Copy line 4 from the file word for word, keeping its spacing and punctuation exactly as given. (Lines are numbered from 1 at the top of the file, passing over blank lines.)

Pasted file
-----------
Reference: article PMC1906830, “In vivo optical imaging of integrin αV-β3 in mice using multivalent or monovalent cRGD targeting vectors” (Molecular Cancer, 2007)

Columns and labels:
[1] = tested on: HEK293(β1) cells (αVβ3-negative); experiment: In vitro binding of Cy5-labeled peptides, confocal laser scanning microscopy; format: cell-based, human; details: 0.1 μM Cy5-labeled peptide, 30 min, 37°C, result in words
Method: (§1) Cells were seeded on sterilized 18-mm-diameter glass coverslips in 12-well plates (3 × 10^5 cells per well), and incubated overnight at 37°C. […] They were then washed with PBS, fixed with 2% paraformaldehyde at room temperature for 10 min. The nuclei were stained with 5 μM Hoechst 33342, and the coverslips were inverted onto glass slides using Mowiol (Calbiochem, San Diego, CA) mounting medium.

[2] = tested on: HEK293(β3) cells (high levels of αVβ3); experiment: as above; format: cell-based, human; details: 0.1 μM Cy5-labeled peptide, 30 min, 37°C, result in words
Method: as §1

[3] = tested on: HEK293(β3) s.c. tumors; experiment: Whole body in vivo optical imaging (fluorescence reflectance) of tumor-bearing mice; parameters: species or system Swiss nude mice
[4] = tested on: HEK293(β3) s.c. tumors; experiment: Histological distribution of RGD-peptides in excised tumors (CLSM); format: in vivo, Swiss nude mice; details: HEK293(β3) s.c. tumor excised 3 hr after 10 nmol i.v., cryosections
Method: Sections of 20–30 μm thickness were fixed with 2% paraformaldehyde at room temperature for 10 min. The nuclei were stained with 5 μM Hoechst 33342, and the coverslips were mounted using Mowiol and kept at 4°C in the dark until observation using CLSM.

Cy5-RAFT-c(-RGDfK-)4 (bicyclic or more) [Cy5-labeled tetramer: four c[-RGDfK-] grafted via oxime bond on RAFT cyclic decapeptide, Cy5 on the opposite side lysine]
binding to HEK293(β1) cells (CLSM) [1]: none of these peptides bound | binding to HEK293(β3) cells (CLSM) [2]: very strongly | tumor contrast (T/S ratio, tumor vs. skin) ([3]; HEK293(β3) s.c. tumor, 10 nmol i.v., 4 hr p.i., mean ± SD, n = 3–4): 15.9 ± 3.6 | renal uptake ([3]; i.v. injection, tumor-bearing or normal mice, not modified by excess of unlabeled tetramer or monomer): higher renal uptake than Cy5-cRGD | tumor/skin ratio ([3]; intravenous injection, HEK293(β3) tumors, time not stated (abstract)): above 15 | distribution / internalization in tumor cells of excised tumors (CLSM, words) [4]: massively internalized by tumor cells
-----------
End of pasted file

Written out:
Method: (§1) Cells were seeded on sterilized 18-mm-diameter glass coverslips in 12-well plates (3 × 10^5 cells per well), and incubated overnight at 37°C. […] They were then washed with PBS, fixed with 2% paraformaldehyde at room temperature for 10 min. The nuclei were stained with 5 μM Hoechst 33342, and the coverslips were inverted onto glass slides using Mowiol (Calbiochem, San Diego, CA) mounting medium.